"Entrez Gene: GOLGA5 golgi autoantigen, golgin subfamily a, 5". Satoh, Ayano; Wang Yanzhuang; Malsam Jörg; Beard Matthew B; ...
Fritzler MJ, Hamel JC, Ochs RL, Chan EK (Jul 1993). "Molecular characterization of two human autoantigens: unique cDNAs ... "Entrez Gene: GOLGA3 golgi autoantigen, golgin subfamily a, 3". Bonaldo MF, Lennon G, Soares MB (1997). "Normalization and ...
Winqvist O, Karlsson FA, Kämpe O (June 1992). "21-Hydroxylase, a major autoantigen in idiopathic Addison's disease". The Lancet ...
We present evidence that nucleosomes are major autoantigens in human SLE and that antinucleosomal antibodies are highly ... Nucleosomes are major T and B cell autoantigens in systemic lupus erythematosus Arthritis Rheum. 2000 Oct;43(10):2307-15. doi: ... T cell responses to autoantigens, including DNA, have been reported only incidentally in SLE patients. Nevertheless, in murine ... Conclusion: We present evidence that nucleosomes are major autoantigens in human SLE and that antinucleosomal antibodies are ...
The lupus autoantigens and the pathenogenesis of systemic lupus erythromatosus.. Arthritis Rheum. 1986; 29: 457-460. *Scopus ( ... CENP-C, an autoantigen in scleroderma, is a component of the human inner kinetochore plate. *. Hisato Saitoh. Hisato Saitoh ... Analysis of anti-centromere autoantibodies using cloned autoantigen CENP-B.. in: Proc. Natl. Acad. Sci. (USA).84. 1987: 4979- ... CENP-C, an autoantigen in scleroderma, is a component of the human inner kinetochore plate ...
... that mMDH can be defined as an autoantigen. Whiteskby´s postulates were taken as criteria for the definition of an autoantigen ... that mMDH can be defined as an autoantigen. Whiteskby´s postulates were taken as criteria for the definition of an autoantigen ... dass mMDH als Autoantigen definiert werden kann. Als Definitionskriterien für ein Autoantigen dienten die Witebskyschen ... dass mMDH als Autoantigen definiert werden kann. Als Definitionskriterien für ein Autoantigen dienten die Witebskyschen ...
T Cell Responses to Neural Autoantigens Are Similar in Alzheimers Disease Patients and Age-Matched Healthy Controls. ...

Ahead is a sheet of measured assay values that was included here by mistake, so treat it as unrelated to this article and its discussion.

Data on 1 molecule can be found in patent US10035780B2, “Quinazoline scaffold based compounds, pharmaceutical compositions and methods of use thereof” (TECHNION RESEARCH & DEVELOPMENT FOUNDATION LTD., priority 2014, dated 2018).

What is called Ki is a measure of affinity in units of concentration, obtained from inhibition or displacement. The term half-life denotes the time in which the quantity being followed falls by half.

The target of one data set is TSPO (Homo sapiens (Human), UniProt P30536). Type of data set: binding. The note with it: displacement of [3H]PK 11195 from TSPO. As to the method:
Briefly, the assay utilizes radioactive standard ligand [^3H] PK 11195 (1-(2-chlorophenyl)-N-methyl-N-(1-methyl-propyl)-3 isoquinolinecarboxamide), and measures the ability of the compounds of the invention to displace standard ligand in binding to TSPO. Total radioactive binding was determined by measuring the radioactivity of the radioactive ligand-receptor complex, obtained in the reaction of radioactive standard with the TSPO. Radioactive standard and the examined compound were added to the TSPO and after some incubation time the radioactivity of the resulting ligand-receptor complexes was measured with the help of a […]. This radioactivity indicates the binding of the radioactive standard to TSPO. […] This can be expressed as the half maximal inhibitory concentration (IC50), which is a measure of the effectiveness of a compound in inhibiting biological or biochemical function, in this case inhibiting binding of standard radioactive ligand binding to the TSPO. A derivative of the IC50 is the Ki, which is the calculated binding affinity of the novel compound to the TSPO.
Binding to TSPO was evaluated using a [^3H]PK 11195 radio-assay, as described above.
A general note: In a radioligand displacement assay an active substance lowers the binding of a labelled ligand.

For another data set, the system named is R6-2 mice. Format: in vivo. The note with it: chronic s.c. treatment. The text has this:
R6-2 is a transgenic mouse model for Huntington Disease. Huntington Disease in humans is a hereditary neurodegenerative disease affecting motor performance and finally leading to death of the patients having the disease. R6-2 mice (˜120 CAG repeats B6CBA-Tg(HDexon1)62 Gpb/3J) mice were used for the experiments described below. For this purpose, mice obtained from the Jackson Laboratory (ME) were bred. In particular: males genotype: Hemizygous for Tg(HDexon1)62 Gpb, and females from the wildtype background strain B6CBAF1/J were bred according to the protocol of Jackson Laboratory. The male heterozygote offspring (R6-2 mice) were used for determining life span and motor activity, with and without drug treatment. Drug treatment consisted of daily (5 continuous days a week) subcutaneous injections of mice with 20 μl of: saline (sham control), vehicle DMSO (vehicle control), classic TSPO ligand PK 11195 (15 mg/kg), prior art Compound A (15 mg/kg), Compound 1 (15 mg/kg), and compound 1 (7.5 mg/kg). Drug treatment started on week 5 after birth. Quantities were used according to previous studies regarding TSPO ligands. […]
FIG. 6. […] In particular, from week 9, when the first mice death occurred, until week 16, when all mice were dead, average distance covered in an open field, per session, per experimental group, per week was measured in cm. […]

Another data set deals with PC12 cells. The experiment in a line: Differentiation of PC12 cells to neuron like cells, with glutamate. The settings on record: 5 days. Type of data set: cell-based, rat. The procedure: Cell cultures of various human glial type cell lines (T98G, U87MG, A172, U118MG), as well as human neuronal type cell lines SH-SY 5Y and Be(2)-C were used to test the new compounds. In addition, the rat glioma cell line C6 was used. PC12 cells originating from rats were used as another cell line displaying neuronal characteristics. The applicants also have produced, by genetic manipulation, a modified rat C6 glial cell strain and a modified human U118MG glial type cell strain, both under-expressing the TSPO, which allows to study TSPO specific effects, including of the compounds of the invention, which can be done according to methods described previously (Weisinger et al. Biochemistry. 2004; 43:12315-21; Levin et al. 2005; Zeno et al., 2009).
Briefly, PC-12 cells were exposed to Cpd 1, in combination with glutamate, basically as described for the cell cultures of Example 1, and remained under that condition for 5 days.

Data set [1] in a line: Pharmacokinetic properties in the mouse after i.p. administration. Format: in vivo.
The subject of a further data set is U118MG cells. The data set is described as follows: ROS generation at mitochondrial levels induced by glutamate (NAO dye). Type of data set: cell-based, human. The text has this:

International Workshop on Lessons from Animal Models for Human Type 1 Diabetes: analyzing target autoantigens of humoral ... International Workshop on Lessons from Animal Models for Human Type 1 Diabetes: analyzing target autoantigens of humoral ... analyzing target autoantigens of humoral immunity in nonobese diabetic mice. Ann N Y Acad Sci. 2002 Apr; 958:1-2. ...
Línea de atención a estudiantes: (601) 297 0200 opción 3 y 1 I Calle 12C Nº 6-25 - Bogotá D.C. Colombia.. ...
... Author: Stoeckle, Christina; Quecke, Paula; ... Cathepsin S dominates autoantigen processing in human thymic dendritic cells. DSpace Repository. Login ...
Ku-autoantigen acts as a potential transcription factor for several RNA polymerase II genes and RNA polymerase I gene. Ku is ... Therefore, Ku-autoantigen is a very important cellular factor which plays important role in the multiple cellular processes. ... Autoantigen Ku and its role in multiple cellular processes. Indian Journal of Experimental Biology. 1997 Dec; 35(12): 1261-72. ... Ku is a DNA binding protein composed of 70 and 80 kDa subunits which was discovered as autoantigen in a patient with ...
Autoantigens * RNA, Small Cytoplasmic * RO60 protein, human * Ribonucleoproteins * Ribonucleoproteins, Small Nuclear * SS-A ...
Research Areas: autoantigens, autoimmune diseases, cytotoxic granule proteases, peptidylarginine deiminase enzymes, rheumatoid ... We focus on the fate of autoantigens in target cells during various circumstances, such as viral infection, relevant immune ... We currently focus on two principal areas: (1) defining the mechanisms that generate citrullinated autoantigens in vivo in ... Our current research involves identifying the antigen targets of autoimmune diseases, investigating the autoantigens targeted ...
thyroid autoantigen. *truncated ABP. *truncated actin-binding protein. Additional Information & Resources. Tests Listed in the ...